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International Journal of Pharmaceutical and Clinical Research ; 14(7):631-638, 2022.
Article in English | EMBASE | ID: covidwho-1976190


Background: The pandemic, caused by the severe acute respiratory syndrome coronavirus 2 (SARS-CoV-2) which poses unprecedented challenges to health-care systems around the world, another one is hypertension which is growing rapidly to epidemic levels in the developing countries, that’s why described by some clinicians as a ‘silent killer’. Objective: To study the prevalence of hypertension on disease progression and prognosis in patients with SARS-COV-2 positive adults and also assess the co relation between SARS-COV-2 positive adults with hypertension in tertiary care hospital. Methodology: A Hospital based, cross sectional, observational study was conducted among the 208 SARS-COV-2 positive adults in tertiary care hospital. A comparison between patients, admitted in Non-ICU and in ICU for treatment and management. Their demographic data, clinical manifestations, were collected and analyzed. Result: In our study 65 SARS-COV-2 positive subjects were found to be hypertensive with the prevalence of 31.3%. Where;new cases of hypertension were found to be with prevalence of 16 (24.6.%). Whereas, 69.4% of hypertensive subjects were on medication still having raised blood pressure (P < 0.05). However, failed to show that hypertension was an independent risk factor for COVID-19 mortality or severity (P > 0.05). Recommendation: It is necessary to create additional attention, awareness, change attitude so that they quit and avoid modifiable risk factors associated with hypertension and SARS-COV-2 infection and prevent worsening of their condition which leads to severe pneumonia, excessive inflammatory reactions, organ and tissue damage, and deterioration of the disease.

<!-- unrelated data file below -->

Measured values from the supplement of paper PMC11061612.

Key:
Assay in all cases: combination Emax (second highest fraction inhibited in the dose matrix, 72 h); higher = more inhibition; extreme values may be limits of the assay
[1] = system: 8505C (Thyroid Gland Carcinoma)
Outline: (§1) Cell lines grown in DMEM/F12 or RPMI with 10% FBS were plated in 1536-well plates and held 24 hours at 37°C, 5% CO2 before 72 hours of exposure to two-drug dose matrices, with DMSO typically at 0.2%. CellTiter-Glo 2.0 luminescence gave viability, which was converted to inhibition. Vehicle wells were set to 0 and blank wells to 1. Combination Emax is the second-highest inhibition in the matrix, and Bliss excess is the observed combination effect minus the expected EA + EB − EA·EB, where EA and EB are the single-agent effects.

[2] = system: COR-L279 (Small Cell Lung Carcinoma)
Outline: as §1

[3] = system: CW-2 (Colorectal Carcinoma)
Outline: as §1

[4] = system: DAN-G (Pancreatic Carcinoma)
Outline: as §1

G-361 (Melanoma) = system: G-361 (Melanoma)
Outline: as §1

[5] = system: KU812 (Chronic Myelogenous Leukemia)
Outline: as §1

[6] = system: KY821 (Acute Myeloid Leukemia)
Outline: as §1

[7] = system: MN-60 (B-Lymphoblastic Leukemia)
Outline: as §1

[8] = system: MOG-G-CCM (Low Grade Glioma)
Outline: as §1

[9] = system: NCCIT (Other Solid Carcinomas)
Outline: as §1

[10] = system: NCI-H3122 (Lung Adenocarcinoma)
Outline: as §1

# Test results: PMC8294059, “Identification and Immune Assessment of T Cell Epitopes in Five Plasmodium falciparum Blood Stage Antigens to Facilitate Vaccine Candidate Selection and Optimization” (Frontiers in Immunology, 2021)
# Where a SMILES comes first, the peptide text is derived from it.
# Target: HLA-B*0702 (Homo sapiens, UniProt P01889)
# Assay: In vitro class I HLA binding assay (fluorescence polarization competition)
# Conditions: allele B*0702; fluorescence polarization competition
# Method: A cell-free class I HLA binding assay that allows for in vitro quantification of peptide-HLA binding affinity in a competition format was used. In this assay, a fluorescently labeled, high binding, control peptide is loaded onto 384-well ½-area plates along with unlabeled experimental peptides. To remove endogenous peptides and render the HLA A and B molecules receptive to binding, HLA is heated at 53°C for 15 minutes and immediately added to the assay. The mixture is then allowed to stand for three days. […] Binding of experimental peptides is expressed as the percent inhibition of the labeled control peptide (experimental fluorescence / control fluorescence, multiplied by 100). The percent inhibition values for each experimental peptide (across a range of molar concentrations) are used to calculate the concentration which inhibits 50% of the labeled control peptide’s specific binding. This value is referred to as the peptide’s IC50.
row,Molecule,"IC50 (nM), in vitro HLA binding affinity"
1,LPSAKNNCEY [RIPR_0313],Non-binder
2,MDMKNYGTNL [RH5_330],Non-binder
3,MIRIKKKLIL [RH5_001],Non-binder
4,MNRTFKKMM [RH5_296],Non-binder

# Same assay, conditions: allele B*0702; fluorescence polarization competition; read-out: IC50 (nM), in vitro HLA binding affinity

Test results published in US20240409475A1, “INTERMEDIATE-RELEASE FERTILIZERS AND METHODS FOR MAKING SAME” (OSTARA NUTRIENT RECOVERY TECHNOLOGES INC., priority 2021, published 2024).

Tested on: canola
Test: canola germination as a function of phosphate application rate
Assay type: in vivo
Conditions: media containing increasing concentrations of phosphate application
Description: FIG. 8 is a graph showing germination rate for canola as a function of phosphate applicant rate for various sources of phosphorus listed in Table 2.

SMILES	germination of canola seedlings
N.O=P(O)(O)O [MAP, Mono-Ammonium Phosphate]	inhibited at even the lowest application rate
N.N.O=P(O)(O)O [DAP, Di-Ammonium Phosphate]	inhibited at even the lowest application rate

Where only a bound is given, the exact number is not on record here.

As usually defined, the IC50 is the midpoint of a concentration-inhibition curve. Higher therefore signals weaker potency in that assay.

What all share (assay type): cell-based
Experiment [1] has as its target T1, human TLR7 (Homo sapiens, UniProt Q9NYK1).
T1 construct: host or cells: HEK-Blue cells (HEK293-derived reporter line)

Iranian Journal of Microbiology ; 13(1):1-7, 2021.
Article in English | EMBASE | ID: covidwho-1107094


The magnitude and pace of global affliction caused by Coronavirus Disease-19 (COVID-19) is unprecedented in the recent past. From starting in a busy seafood market in the Chinese city of Wuhan, the virus has spread across the globe in less than a year, infecting over 76 million people and causing death of close to 1.7 million individuals worldwide. As no specific anti-viral treatment is currently available, the major strategy in containing the pandemic is focused on early diagnosis and prompt isolation of the infected individuals. Several diagnostic modalities have emerged within a relatively short period, which can be broadly classified into molecular and immunological assays. While the former category is centered around real-time PCR, which is currently considered the gold standard of diagnosis, the latter aims to detect viral antigens or antibodies specific to the viral antigens and is yet to be recommended as a stand-alone diagnostic tool. This review aims to provide an update on the different diagnostic modalities that are currently being used in diagnostic laboratories across the world as well as the up-coming methods and challenges associated with each of them. In a rapidly evolving diagnostic landscape with several testing platforms going through various phases of development and/or regulatory clearance, it is prudent that the clinical community familiarizes itself with the nuances of different testing modalities currently being employed for this condition.